For some people, over-the-counter (OTC) medicine for heartburn may be enough to control their symptoms. Other people require prescription medication to find relief. There are four main medication classes to treat heartburn: antacids, foaming agents, H2 blockers, and proton pump inhibitors. Each type works differently, and sometimes a combination of these medications is the best option for treating heartburn.
If medicine is necessary to treat your heartburn, the drug that your doctor recommends will depend partly on how severe your symptoms are. For some people, nonprescription heartburn medicine may be enough to control their symptoms, especially if combined with changes in diet and lifestyle. But in some cases, these may not be enough. People with severe heartburn may require prescription medicine.
Four classes of drugs are most commonly recommended for the treatment of heartburn:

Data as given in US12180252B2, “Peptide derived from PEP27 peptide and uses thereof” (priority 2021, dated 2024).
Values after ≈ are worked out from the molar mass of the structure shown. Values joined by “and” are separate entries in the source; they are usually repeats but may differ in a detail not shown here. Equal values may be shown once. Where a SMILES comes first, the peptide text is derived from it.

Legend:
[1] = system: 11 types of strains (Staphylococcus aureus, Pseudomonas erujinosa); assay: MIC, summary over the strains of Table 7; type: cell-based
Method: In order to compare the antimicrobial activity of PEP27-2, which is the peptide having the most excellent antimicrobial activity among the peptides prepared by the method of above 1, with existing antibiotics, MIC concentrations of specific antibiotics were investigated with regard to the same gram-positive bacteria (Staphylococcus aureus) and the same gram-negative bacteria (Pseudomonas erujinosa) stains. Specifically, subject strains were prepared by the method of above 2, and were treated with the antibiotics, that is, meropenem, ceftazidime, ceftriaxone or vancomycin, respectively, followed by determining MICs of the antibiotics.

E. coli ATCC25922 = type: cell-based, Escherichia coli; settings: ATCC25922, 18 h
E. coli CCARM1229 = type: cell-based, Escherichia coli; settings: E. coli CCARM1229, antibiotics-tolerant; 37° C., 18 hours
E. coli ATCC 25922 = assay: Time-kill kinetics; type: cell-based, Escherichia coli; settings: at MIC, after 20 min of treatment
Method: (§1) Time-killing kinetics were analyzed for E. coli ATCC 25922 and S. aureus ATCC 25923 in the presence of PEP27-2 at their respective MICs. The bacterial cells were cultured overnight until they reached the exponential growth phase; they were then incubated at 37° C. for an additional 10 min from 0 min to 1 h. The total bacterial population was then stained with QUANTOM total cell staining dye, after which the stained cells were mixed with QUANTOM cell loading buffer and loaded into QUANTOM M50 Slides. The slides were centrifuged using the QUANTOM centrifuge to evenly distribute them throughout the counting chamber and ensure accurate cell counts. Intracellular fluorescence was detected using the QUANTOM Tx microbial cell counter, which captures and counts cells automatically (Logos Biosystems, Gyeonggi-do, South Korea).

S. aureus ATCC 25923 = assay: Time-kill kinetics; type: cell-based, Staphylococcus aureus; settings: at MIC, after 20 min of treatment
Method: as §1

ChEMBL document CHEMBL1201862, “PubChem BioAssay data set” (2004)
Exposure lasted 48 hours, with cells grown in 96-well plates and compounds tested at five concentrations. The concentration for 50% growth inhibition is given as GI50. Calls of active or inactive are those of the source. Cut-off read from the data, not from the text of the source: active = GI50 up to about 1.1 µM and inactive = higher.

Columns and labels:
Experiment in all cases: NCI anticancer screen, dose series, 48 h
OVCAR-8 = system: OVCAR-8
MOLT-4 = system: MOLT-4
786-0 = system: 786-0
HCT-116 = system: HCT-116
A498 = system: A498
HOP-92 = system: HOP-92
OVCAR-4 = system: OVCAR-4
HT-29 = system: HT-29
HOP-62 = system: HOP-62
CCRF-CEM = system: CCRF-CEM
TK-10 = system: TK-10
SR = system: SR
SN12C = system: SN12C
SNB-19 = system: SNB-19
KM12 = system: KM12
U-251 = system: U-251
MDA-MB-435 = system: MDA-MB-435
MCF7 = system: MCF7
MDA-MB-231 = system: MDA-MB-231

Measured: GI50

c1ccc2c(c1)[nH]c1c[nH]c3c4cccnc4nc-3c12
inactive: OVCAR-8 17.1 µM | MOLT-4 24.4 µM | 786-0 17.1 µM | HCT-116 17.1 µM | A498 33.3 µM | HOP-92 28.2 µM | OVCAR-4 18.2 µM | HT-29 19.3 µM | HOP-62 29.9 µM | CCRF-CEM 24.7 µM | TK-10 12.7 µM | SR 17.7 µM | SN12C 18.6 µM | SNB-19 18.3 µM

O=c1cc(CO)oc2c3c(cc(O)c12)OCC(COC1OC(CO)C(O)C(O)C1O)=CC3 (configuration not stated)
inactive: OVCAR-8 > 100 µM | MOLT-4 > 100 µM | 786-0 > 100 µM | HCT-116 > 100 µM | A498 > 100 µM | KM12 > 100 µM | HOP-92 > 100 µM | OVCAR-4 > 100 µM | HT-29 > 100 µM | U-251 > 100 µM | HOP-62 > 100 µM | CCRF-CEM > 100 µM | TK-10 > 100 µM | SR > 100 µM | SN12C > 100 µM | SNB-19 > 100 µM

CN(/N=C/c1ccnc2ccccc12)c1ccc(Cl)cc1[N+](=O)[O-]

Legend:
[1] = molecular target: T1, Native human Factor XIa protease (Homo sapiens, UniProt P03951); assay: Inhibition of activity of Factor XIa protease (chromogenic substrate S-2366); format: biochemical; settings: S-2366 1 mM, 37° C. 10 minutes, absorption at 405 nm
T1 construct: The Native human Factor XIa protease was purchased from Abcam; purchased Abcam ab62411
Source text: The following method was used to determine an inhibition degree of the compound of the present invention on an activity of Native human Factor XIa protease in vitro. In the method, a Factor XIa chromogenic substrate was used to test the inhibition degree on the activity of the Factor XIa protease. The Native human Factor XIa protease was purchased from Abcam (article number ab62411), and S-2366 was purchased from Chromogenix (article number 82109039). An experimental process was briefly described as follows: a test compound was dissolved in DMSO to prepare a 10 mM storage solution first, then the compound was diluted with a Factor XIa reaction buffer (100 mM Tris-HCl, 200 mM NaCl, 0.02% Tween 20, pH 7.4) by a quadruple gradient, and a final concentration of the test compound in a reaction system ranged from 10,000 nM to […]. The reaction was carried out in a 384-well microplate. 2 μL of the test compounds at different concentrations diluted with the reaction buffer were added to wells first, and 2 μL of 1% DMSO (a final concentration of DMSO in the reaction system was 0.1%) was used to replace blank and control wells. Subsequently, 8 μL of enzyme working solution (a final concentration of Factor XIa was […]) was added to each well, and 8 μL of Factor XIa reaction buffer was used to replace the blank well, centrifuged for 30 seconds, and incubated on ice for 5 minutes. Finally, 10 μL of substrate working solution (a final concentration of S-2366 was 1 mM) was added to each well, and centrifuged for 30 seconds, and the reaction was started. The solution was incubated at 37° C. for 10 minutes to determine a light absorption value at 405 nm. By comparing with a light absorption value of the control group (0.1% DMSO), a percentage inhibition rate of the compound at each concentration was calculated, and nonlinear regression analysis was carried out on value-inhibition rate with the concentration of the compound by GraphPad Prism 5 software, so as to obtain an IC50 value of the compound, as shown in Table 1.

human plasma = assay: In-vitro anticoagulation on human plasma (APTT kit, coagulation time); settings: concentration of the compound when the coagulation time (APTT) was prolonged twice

Antacids (such as Alka-Seltzer®, Maalox®, Mylanta®, Pepto-Bismol®, Rolaids®, Riopan®, and others) are usually the first medications recommended for mild symptoms of heartburn. Many brands on the market use different combinations of three basic salts -- magnesium, calcium, and aluminum -- with hydroxide or bicarbonate ions to neutralize the acid in your stomach.
Antacids are fast-acting heartburn medicines. They should bring relief within 15 to 20 minutes of each episode. If, after several episodes, there is no relief, you should see your doctor.
Antacids may interact with many drugs. You should talk with your doctor about using antacids if you have a condition that requires adjusting sodium in your diet or if you are taking a prescription medicine.
Antacids also have side effects. Magnesium salt can lead to diarrhea, and aluminum salts can cause constipation. Aluminum and magnesium salts are often combined in a single product to balance these effects. Calcium carbonate antacids, such as Tums®, Titralac™, and Alka-2®, can also be a supplemental source of calcium. They can cause constipation as well.
Foaming agents (such as Gaviscon®) work by covering your stomach contents with foam to prevent reflux. These drugs may help those who have no damage to the esophagus.